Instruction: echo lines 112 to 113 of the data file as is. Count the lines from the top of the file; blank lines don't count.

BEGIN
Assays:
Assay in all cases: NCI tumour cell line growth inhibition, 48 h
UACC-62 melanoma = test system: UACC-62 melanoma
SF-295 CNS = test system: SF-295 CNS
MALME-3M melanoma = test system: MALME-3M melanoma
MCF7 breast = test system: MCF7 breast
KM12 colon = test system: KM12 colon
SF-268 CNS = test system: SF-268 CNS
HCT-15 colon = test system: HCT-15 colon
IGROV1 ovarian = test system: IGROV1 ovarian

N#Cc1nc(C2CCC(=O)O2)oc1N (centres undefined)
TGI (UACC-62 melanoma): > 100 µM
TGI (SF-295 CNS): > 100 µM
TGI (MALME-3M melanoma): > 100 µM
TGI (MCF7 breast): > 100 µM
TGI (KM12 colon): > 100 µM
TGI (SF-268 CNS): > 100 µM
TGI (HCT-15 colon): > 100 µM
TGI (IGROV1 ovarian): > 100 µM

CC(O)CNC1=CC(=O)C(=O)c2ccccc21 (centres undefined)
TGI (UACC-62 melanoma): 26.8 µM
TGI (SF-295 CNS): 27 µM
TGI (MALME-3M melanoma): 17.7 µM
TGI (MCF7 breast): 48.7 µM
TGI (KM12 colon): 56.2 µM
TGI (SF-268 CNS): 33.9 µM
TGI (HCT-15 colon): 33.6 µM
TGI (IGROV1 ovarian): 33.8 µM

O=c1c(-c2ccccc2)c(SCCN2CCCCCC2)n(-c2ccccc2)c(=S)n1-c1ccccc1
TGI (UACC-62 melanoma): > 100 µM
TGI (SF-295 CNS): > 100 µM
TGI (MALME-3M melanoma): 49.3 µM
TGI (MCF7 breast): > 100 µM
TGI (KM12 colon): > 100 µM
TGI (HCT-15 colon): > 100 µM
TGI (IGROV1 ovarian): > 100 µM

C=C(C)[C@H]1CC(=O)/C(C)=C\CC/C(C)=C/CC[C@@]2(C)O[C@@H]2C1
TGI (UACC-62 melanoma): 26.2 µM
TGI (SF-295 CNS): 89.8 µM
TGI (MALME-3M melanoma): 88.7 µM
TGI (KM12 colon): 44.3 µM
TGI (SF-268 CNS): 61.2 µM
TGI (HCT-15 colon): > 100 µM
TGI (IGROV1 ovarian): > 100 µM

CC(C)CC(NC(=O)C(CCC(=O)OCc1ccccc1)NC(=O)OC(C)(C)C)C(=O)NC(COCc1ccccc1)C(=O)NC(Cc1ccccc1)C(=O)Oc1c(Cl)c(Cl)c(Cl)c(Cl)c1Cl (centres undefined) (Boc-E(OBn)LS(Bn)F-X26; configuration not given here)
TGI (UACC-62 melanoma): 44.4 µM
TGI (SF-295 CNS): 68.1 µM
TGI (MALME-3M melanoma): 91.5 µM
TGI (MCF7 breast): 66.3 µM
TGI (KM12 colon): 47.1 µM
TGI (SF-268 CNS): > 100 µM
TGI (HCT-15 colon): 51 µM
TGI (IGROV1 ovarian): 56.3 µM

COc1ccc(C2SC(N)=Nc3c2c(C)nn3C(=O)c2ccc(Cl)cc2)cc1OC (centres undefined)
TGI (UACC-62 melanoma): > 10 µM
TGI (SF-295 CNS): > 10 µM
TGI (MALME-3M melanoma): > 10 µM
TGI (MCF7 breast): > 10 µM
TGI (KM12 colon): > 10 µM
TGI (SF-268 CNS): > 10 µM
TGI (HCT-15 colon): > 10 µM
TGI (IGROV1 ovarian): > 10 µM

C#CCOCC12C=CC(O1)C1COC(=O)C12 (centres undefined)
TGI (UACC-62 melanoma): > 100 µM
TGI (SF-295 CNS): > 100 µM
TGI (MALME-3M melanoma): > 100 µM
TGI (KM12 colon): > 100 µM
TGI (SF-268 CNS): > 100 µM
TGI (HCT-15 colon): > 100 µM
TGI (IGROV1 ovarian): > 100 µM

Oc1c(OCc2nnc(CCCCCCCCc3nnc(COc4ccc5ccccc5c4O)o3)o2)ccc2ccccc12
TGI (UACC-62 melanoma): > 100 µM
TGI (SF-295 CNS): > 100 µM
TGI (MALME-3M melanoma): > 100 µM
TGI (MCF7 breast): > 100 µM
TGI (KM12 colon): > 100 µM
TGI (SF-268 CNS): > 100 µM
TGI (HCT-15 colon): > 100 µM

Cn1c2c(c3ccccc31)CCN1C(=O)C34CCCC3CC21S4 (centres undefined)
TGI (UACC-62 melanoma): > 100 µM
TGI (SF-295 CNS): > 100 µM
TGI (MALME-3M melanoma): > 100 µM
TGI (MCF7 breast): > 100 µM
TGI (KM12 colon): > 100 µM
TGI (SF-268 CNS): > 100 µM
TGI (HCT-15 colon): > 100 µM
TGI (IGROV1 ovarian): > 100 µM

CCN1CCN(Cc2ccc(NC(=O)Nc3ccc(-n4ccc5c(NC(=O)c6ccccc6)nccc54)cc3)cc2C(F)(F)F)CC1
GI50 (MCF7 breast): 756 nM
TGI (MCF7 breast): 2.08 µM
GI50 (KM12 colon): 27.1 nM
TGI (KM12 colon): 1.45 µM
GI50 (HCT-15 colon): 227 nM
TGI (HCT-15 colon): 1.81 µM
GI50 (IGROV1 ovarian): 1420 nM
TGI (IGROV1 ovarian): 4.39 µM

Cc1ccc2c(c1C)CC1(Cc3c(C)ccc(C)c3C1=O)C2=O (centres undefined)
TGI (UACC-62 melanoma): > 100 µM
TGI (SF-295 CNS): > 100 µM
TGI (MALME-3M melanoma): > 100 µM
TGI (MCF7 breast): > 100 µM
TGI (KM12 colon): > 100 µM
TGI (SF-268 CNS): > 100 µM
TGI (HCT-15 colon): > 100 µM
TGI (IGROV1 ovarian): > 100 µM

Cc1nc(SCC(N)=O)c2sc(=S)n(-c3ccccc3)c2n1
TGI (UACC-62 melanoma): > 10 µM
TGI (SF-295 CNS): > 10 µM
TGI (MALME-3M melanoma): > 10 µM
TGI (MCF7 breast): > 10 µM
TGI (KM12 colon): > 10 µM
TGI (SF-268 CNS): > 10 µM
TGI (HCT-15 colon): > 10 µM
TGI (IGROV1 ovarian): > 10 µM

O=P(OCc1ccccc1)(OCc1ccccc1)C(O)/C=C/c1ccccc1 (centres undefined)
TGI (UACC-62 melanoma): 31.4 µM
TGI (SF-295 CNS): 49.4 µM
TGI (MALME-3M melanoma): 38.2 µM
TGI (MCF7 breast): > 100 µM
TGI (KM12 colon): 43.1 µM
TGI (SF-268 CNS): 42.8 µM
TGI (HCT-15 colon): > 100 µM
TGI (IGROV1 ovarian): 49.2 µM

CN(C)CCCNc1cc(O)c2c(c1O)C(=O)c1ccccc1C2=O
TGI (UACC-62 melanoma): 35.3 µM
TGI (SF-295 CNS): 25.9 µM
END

TGI (SF-268 CNS): > 10 µM
TGI (HCT-15 colon): > 10 µM